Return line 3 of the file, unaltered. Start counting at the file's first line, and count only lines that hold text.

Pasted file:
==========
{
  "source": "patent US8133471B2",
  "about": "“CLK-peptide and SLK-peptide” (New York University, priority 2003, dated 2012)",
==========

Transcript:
  "about": "“CLK-peptide and SLK-peptide” (New York University, priority 2003, dated 2012)",